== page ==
ICON Ag And Turf To Raise Money For Breast Cancer

LE MARS, IA --   During October, ICON Ag & Turf is joining the fight against cancer and asking employees to wear breast cancer T-shirts on Fridays to help support breast cancer prevention awareness and research during Breast Cancer Awareness Month.   All funds raised will be donated to The Siouxland Affiliate of the Susan G. Komen Foundation to help increase awareness of the disease, raise funds for research, offer helpful information to support those affected by breast cancer, and remind women of the importance of early detection. Funds will be kept local; impacting Sioux, Lyon, Plymouth and Woodbury Counties in Iowa as well as Union County in South Dakota and Dakota and Thurston Counties in Nebraska.

Adam Timmerman, General Manager at ICON Ag & Turf, stated, “This is the third year we have offered this fundraising opportunity to our employees. We are both honored and proud of the substantial employee involvement and this unique program to join the fight against cancer. We are proud to help create awareness for breast cancer prevention and bring the message into our workplace. ” 

In 2013 ICON Ag & Turf was able to raise $2,675 directly from the employees with the company donating an additional $1,550 and the cost of the T-shirts. In total with customer donations ICON raised $4285 in 2013. ICON Ag & Turf has already received a donation amount of $3,050 directly from employees in 2014, which will be donated to The Siouxland Affiliate of the Susan G. Komen Foundation. 


Tulip Festival Selects Royalty Court

Orange City, Iowa — The 2015 Orange City Tulip Festival Royalty Court was elected on Wednesday. Tulip Court members for the 75th annual Tulip Festival include: Jennifer Droog, daughter of Rick and Sue Droog; Sydney Huizenga, daughter of Darren and Dawn Huizenga; Micah Vande Vegte, daughter of Gary and Amy Vande Vegte; Cara Venema, daughter of Dan and Tonya Venema; and Emily Wielenga, daughter of Kevin and Dixie Wielenga.
A Queen’s Tea and Pageant will be held in November to crown the 2015 Tulip Queen. The Queen and Court will serve as ambassadors for Orange City’s 75th Annual Tulip Festival, slated for May 14-16, 2015. Tulip Festival news, event information, volunteer opportunities and more can be found on the festival’s website at, as well as the festival’s Facebook and Twitter pages.


17 Year Old Found Guilty Of Vehicular Homicide

BREDA, Iowa (AP) - A 17-year-old faces two counts of homicide by vehicle after investigators say he killed two teenagers in a car crash in western Iowa.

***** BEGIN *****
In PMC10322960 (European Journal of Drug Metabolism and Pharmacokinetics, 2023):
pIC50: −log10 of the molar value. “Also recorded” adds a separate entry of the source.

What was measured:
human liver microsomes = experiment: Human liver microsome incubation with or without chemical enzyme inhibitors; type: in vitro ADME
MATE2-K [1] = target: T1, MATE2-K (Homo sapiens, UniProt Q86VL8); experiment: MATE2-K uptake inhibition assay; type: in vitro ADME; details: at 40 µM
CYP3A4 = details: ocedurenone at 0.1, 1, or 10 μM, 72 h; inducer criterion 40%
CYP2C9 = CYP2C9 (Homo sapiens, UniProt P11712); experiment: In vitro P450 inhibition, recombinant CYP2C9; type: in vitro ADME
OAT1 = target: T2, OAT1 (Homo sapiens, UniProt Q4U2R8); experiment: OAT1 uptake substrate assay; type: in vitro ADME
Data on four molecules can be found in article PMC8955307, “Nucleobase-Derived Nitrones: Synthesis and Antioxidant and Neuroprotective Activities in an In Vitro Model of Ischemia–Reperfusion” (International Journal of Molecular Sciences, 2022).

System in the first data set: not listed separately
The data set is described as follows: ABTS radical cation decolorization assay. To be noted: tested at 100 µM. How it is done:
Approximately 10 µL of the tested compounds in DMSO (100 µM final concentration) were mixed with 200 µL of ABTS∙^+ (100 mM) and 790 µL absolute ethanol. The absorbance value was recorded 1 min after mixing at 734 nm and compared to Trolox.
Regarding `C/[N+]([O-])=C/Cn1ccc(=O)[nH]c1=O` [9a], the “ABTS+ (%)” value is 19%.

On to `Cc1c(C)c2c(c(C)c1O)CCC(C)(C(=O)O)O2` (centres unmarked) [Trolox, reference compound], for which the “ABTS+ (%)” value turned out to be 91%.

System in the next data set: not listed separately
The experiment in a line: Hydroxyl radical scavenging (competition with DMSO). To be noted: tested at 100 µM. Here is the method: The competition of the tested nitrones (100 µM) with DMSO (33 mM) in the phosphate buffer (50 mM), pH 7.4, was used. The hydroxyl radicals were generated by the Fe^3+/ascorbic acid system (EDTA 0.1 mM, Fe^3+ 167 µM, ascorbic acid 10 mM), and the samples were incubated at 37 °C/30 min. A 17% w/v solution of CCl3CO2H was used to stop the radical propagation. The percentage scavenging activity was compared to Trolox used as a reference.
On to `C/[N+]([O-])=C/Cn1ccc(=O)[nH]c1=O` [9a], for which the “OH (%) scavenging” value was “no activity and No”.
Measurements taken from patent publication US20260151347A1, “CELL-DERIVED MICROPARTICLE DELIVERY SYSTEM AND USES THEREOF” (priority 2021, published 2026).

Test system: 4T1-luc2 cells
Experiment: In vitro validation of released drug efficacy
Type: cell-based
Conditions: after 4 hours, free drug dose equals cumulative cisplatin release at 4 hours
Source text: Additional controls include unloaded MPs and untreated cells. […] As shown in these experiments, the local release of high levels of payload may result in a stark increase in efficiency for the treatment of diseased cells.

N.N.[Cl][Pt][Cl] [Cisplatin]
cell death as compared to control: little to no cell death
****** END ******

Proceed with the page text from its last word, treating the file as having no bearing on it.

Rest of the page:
Trevor Ray Feauto of Clarksville was taken into custody on Wednesday.
     Sac County Sheriff Ken McClure said Feauto was driving a 1996 Dodge Ram pickup that crashed into a 2009 Chevy Impala on August 23rd near the town of Breda.
     Sixteen-year-olds Bailey Jacobsen and Lindsey Quirk were both killed in the crash.
     McClure said a report from the Iowa Division of Criminal Investigation's Crime Lab found that Feauto's blood alcohol level was 0.133 percent.
     Feauto was being held at the Northwest Iowa Youth Emergency Shelter in Cherokee.


Farmers Can Start Sign Up With 2014 Farm Bill Provisions

 DES MOINES, Iowa (AP) - Agriculture Secretary Tom Vilsack says farmers can begin signing up for new safety net programs next week established in the 2014 farm bill that replace the much-criticized direct payments with government payouts based on risks farmers face.
     Vilsack announced the roll-out of the programs on Thursday, and said farmers can sign up as soon as September 29th.
     The programs can help farmers protect themselves against price drops and from lower revenue in poor crop years.
     Payouts this year could be significant since anticipated record corn and soybean harvests have sent commodity prices plummeting. If farmers lose money in the harvest, the programs will enable them to collect significant government payments.
     Vilsack expects farmers will take several months to research their options, talk with advisers and use online calculators to determine their best choices.


American Red Cross Urges Farmers To Donate Grain To Organization

WEBSTER CITY, Iowa (AP) - The American Red Cross is encouraging farmers to donate part of their crop to the charity to fund programs of special importance to rural Iowa.
     The Gifts of Grain program has been successfully tried in Nebraska with 19 cooperatives and the American Red Cross is looking to expand it in Iowa, said Bryce Sitter, who is coordinating the Iowa program.
     Sitter told The Daily Freeman-Journal that a volunteer had contacted more than 600 Iowa cooperatives about that program and that 570 had agreed to participate.
     Under the program, farmers can contact participating cooperatives and say how many bushels of grain they want to donate. The co-ops then will transfer the value of that grain to the Red Cross.
     The donations will be used by the American Cross Serving Greater Iowa for five areas: disaster relief, supporter military families, blood services, international services and health and safety services.